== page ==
Last year, we had discussed a decision of the Supreme Court which clarified that the Securities and Exchange Board of India (SEBI) had jurisdiction over the issuance of global depository receipts (GDRs), due to which lead managers to such issuances would also come within the purview of SEBI if their actions were found to violate Indian securities law. This involved PAN Asia Advisors Limited and its promoter, Mr. Arun Panchariya (AP).
The matter had gone up to the Supreme Court only on the issue of jurisdiction, which it settled. However, SEBI had earlier imposed sanctions on PAN Asia and AP in connection with their actions relating the GDR issue of several companies. Against this order, PAN Asia and its promoter appealed to the Securities Appellate Tribunal (SAT). In an order passed on October 25, 2016, SAT upheld SEBI’s order.
The relevant facts as set out by SAT are that PAN Asia was a lead manager to several companies in connection with the issuance of GDRs by such companies. In one of the cases (involving Asahi Infrastructure & Projects Ltd) that SAT discusses in detail as the modus operandi, an overseas company (Vintage) owned by AP obtained a loan from a bank in order to acquire the GDRs to be issued by Asahi. In addition, Asahi itself provided some form of security to the bank towards repayment of the loan by Vintage. Following the seemingly successful issuance of the GDRs, there was heavy trading in Asahi’s scrip. As SAT summarizes: “… AP, as Managing Director of PAN Asia got the GDRs issued, as Managing Director of Vintage subscribed to the GDRs and thereafter transferred the GDRs to the entities controlled by AP and on conversion of GDRs into equity shares ensured that the said equity shares of the issuer companies are bought by the entities with whom AP was connected.”
The question before SAT therefore was whether PAN Asia Advisors and AP have violated the provisions of the Securities and Exchange Board of India Act, 1992 and the SEBI (Prohibition of Fraudulent and Unfair Trade Practices Relating to Securities Market) Regulations, 2003 (the PFUTP Regulations). The concern as articulated by SEBI was that PAN Asia and AP had made it appear to investors in India that foreign investors had found Asahi to have great potential by subscribing to the GDR issuance of the company.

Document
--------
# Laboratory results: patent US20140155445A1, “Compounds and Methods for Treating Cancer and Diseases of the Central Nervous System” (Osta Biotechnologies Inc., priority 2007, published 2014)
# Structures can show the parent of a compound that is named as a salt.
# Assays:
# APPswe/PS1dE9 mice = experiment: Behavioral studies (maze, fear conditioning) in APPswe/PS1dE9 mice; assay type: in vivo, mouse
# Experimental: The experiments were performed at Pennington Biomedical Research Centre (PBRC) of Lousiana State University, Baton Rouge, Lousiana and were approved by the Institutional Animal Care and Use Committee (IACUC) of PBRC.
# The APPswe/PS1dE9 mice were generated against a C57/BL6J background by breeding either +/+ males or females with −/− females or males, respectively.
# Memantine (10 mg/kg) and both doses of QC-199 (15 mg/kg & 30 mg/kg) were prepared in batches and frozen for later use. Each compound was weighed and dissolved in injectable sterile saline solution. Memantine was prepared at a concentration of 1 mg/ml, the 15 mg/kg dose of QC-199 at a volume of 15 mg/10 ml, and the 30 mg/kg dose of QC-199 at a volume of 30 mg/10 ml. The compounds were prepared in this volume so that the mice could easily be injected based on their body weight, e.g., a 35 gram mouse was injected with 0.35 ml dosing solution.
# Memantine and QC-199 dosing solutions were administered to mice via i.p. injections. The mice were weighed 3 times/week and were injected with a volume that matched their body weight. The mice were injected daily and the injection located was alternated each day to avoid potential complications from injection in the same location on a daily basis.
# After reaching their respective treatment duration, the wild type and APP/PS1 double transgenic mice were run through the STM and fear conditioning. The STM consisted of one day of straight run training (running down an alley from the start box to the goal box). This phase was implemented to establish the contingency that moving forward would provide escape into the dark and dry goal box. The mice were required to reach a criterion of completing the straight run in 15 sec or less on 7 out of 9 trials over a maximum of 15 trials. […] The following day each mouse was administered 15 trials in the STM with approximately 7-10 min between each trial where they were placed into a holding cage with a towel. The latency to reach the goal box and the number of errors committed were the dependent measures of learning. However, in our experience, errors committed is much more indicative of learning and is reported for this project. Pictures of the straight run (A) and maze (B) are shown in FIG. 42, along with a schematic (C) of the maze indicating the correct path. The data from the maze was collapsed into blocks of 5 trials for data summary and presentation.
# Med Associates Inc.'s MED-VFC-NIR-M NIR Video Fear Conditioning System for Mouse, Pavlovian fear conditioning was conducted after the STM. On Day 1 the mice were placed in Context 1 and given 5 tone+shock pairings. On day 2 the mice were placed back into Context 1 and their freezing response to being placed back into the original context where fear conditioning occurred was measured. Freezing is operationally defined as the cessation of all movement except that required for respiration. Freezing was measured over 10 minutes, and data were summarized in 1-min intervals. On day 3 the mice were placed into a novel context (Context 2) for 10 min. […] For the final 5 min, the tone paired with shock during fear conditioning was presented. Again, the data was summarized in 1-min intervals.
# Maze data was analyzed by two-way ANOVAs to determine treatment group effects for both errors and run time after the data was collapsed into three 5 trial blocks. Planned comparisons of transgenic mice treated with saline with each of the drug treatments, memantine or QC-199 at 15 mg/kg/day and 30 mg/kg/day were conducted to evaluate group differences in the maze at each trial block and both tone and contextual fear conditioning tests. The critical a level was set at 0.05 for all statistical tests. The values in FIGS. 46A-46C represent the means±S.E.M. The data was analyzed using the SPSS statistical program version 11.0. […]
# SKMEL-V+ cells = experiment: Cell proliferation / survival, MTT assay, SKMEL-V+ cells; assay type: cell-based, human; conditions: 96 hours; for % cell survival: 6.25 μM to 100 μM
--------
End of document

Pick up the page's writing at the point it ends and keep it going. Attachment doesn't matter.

In considering whether SEBI was justified in holding the PAN Asia and AP committed fraud on the investors in India, SAT noted as follows:
21. Thus, instead of ensuring that the foreign investors subscribe to the GDRs of Asahi, AP as Managing Director of PAN Asia planned to subscribe to the GDRs of Asahi through Vintage and in fact as Managing Director of Vintage took loan of 5.98 Million USD from Euram Bank for subscribing to the GDRs of Asahi and made Asahi to pledge to the Euram Bank the GDR subscription amount of 5.98 Million USD as security for the loan taken by Vintage. Similar modus operandi was adopted in case of other issuer companies. Thus, the investors in India were made to believe that in the global market the issuer companies have acquired high reputation in terms of investment potential and hence the foreign investors have fully subscribed to the GDRs, when in fact, the GDRs were subscribed by AP through Vintage which was wholly owned by AP. In other words, PAN Asia as a Lead Manager and AP as Managing Director of PAN Asia attempted to mislead the investors in India that the GDRs have been subscribed by foreign investors when in fact the GDRs were subscribed by AP through Vintage. Any attempt to mislead the investors in India constitutes fraud on the investors under the PFUTP Regulations.
Such a modus operandi was found to create an artificial impression in the minds of investors that the GDRs of Asahi had commanded considerable interest. This misled the investors, as PAN Asia and AP had attempted to commit fraud on the investors in India. For these reasons, SEBI’s order debarring PAN Asia and AP from rendering services in connection with the securities market, and prohibiting them from accessing the capital market directly or indirectly for a period of 10 years, was upheld.
While the SAT order is largely based on the facts of the case, it has accepted the jurisdiction conferred upon SEBI (and consequently SAT) to decide over matters involving GDRs. Ultimately, jurisdiction had to be exercised as the actions of the parties had a direct impact on the Indian securities market, and SEBI’s role relates to protection of investors in this market.